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June 20 — The next phase in the fight to end workplace harassment must focus on prevention, and companies should revamp training programs and be more aware of harassment risk factors, witnesses told the Equal Employment Opportunity Commission at a public meeting.
Workplace harassment remains a persistent problem 30 years after the U.S. Supreme Court first recognized that protection against such on-the-job abuse was prohibited under federal anti-bias laws, EEOC Chair Jenny R. Yang (D) said.
“Employers must have situational awareness” of their workplace in order to identify harassment risk factors and develop a “holistic” approach to the prevention of sex-based and other harassment, Commissioner Victoria A. Lipnic (R) said.
Harassment prevention measures may include “civility” and “bystander intervention” training, Commissioner Chai R. Feldblum (D) added, as traditional anti-harassment training is often ineffective as a prevention tool.
Bystander training empowers co-workers to report harassment or support colleagues who are subject to such abuse, Feldblum said. It has been effective in combating sexual violence among students as “it creates a culture of collective responsibility,” she said.
The effectiveness of bystander training for the workplace needs to be explored, as it “could be a game-changer,” Feldblum said.
In addition to hearing testimony from Feldblum, Lipnic and other witnesses, the EEOC released at the meeting a report compiled by a Select Task Force on the Study of Harassment in the Workplace formed by the agency in January 2015.
The task force was made up of 16 members, including plaintiffs' and management lawyers, representatives of employee and employer advocacy groups, academics from various social science disciplines, and representatives from organized labor. It met numerous times both publicly and privately for more than a year.
Feldblum and Lipnic co-chaired the task force and authored the report, which presents their findings rather than a consensus of the task force as a whole.
According to the report, workplace harassment remains a persistent problem, as almost 33 percent of the charges the EEOC received in fiscal year 2015 included allegations of the some form of harassment. Moreover, incidents of harassment are underreported, it found.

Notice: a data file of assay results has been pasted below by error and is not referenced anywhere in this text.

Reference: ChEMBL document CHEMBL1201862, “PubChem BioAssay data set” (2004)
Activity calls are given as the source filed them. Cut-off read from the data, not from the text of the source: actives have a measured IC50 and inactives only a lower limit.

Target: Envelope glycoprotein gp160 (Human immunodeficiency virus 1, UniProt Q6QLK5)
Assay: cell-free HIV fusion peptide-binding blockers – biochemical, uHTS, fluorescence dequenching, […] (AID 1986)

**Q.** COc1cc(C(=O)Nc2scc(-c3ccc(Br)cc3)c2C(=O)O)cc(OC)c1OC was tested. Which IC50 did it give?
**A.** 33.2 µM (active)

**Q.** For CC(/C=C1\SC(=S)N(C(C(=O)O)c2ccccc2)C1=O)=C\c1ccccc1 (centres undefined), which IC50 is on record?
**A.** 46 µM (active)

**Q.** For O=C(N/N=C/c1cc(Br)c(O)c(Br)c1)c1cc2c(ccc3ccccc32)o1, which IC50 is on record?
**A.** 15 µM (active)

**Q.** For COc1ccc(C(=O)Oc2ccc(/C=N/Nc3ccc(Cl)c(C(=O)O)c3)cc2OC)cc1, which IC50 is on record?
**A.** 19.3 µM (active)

The two least likely responses to workplace harassment are for an employee to complain to their employer and for an employee to file a formal complaint with the EEOC, Feldblum said.
Employees who fail to report harassment do so because they fear they won't be believed or that they'll experience some form of retaliation for complaining, the report found.
The EEOC task force's report identified risk factors that employers should watch for to help stamp out harassment. According to the report, harassment is more likely to occur in the following types of workplaces:
There are limits to what a single employee can accomplish by reporting that she's been harassed, Lilia Cortina, a professor of psychology and women's studies at the University of Michigan, told the commission.
Responding to harassment on an incident-by-incident basis isn't enough; employers need to take a more holistic approach, she said. That includes efforts to combat workplace incivility, she said, echoing the task force's findings.
“General incivility is not so harmless,” as it usually goes hand-in-hand with more egregious forms of workplace abuse, Cortina said.
Lipnic said “if there was one overriding point” of the task force's findings, it's that measures to improve leadership and accountability must improve.
It's vital that employers “model good behavior at the highest levels” and that companies devote sufficient resources to educate and train front-line managers, she said.